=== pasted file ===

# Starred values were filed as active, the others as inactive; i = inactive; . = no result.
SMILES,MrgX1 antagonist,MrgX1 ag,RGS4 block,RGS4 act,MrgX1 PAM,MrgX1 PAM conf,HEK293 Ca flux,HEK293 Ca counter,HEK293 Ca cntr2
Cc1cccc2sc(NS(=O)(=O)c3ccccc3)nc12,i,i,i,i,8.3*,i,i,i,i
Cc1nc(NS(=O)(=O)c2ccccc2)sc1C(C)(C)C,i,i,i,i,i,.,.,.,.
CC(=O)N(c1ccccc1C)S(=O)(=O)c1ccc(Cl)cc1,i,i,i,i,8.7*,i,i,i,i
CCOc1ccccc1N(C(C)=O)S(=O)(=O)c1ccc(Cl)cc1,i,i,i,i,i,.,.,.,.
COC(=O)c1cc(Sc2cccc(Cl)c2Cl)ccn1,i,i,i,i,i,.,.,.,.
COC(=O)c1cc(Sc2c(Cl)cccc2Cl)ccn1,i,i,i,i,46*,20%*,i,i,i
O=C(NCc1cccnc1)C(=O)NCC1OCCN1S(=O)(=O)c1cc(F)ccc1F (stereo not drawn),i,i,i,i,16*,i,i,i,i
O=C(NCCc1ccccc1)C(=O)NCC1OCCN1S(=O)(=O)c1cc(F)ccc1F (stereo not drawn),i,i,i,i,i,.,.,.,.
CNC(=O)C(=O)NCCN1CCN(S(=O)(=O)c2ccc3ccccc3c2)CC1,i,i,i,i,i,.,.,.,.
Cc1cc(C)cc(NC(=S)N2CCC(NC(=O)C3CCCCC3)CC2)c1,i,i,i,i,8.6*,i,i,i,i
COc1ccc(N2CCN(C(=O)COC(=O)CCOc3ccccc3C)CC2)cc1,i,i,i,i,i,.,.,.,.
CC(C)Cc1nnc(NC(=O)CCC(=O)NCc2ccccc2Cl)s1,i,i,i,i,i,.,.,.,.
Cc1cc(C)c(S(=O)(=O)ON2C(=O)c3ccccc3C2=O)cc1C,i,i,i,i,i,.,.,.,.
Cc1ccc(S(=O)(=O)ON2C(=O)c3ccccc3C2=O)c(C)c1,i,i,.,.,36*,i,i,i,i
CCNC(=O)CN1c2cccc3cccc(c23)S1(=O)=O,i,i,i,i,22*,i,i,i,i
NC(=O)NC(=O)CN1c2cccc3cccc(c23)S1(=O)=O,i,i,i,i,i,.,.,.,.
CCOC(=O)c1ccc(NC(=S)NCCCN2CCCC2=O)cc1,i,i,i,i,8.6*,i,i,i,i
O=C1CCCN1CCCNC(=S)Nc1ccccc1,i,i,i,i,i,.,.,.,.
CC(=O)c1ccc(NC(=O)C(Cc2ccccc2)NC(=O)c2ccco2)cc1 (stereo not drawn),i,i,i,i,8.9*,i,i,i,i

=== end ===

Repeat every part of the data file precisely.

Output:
# Starred values were filed as active, the others as inactive; i = inactive; . = no result.
SMILES,MrgX1 antagonist,MrgX1 ag,RGS4 block,RGS4 act,MrgX1 PAM,MrgX1 PAM conf,HEK293 Ca flux,HEK293 Ca counter,HEK293 Ca cntr2
Cc1cccc2sc(NS(=O)(=O)c3ccccc3)nc12,i,i,i,i,8.3*,i,i,i,i
Cc1nc(NS(=O)(=O)c2ccccc2)sc1C(C)(C)C,i,i,i,i,i,.,.,.,.
CC(=O)N(c1ccccc1C)S(=O)(=O)c1ccc(Cl)cc1,i,i,i,i,8.7*,i,i,i,i
CCOc1ccccc1N(C(C)=O)S(=O)(=O)c1ccc(Cl)cc1,i,i,i,i,i,.,.,.,.
COC(=O)c1cc(Sc2cccc(Cl)c2Cl)ccn1,i,i,i,i,i,.,.,.,.
COC(=O)c1cc(Sc2c(Cl)cccc2Cl)ccn1,i,i,i,i,46*,20%*,i,i,i
O=C(NCc1cccnc1)C(=O)NCC1OCCN1S(=O)(=O)c1cc(F)ccc1F (stereo not drawn),i,i,i,i,16*,i,i,i,i
O=C(NCCc1ccccc1)C(=O)NCC1OCCN1S(=O)(=O)c1cc(F)ccc1F (stereo not drawn),i,i,i,i,i,.,.,.,.
CNC(=O)C(=O)NCCN1CCN(S(=O)(=O)c2ccc3ccccc3c2)CC1,i,i,i,i,i,.,.,.,.
Cc1cc(C)cc(NC(=S)N2CCC(NC(=O)C3CCCCC3)CC2)c1,i,i,i,i,8.6*,i,i,i,i
COc1ccc(N2CCN(C(=O)COC(=O)CCOc3ccccc3C)CC2)cc1,i,i,i,i,i,.,.,.,.
CC(C)Cc1nnc(NC(=O)CCC(=O)NCc2ccccc2Cl)s1,i,i,i,i,i,.,.,.,.
Cc1cc(C)c(S(=O)(=O)ON2C(=O)c3ccccc3C2=O)cc1C,i,i,i,i,i,.,.,.,.
Cc1ccc(S(=O)(=O)ON2C(=O)c3ccccc3C2=O)c(C)c1,i,i,.,.,36*,i,i,i,i
CCNC(=O)CN1c2cccc3cccc(c23)S1(=O)=O,i,i,i,i,22*,i,i,i,i
NC(=O)NC(=O)CN1c2cccc3cccc(c23)S1(=O)=O,i,i,i,i,i,.,.,.,.
CCOC(=O)c1ccc(NC(=S)NCCCN2CCCC2=O)cc1,i,i,i,i,8.6*,i,i,i,i
O=C1CCCN1CCCNC(=S)Nc1ccccc1,i,i,i,i,i,.,.,.,.
CC(=O)c1ccc(NC(=O)C(Cc2ccccc2)NC(=O)c2ccco2)cc1 (stereo not drawn),i,i,i,i,8.9*,i,i,i,i